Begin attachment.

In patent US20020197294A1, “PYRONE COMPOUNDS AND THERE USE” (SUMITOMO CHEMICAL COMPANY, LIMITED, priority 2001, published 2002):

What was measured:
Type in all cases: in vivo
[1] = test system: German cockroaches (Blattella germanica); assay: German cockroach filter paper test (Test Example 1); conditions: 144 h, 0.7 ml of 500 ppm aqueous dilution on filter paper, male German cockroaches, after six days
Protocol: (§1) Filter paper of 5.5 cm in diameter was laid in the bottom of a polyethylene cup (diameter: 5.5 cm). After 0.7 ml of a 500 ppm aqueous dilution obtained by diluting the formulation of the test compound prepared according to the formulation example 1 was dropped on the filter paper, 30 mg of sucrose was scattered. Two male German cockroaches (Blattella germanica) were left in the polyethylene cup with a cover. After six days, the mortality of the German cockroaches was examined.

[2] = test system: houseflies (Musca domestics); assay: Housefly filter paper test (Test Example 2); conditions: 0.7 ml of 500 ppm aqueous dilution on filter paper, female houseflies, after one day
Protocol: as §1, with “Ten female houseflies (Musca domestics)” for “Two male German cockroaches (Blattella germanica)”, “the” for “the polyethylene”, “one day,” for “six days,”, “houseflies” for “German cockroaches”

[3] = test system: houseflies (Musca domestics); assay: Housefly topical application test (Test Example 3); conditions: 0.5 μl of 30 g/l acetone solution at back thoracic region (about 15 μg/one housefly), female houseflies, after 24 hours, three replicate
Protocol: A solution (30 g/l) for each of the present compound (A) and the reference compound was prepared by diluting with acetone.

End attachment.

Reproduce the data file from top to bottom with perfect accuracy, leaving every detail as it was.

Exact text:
In patent US20020197294A1, “PYRONE COMPOUNDS AND THERE USE” (SUMITOMO CHEMICAL COMPANY, LIMITED, priority 2001, published 2002):

What was measured:
Type in all cases: in vivo
[1] = test system: German cockroaches (Blattella germanica); assay: German cockroach filter paper test (Test Example 1); conditions: 144 h, 0.7 ml of 500 ppm aqueous dilution on filter paper, male German cockroaches, after six days
Protocol: (§1) Filter paper of 5.5 cm in diameter was laid in the bottom of a polyethylene cup (diameter: 5.5 cm). After 0.7 ml of a 500 ppm aqueous dilution obtained by diluting the formulation of the test compound prepared according to the formulation example 1 was dropped on the filter paper, 30 mg of sucrose was scattered. Two male German cockroaches (Blattella germanica) were left in the polyethylene cup with a cover. After six days, the mortality of the German cockroaches was examined.

[2] = test system: houseflies (Musca domestics); assay: Housefly filter paper test (Test Example 2); conditions: 0.7 ml of 500 ppm aqueous dilution on filter paper, female houseflies, after one day
Protocol: as §1, with “Ten female houseflies (Musca domestics)” for “Two male German cockroaches (Blattella germanica)”, “the” for “the polyethylene”, “one day,” for “six days,”, “houseflies” for “German cockroaches”

[3] = test system: houseflies (Musca domestics); assay: Housefly topical application test (Test Example 3); conditions: 0.5 μl of 30 g/l acetone solution at back thoracic region (about 15 μg/one housefly), female houseflies, after 24 hours, three replicate
Protocol: A solution (30 g/l) for each of the present compound (A) and the reference compound was prepared by diluting with acetone.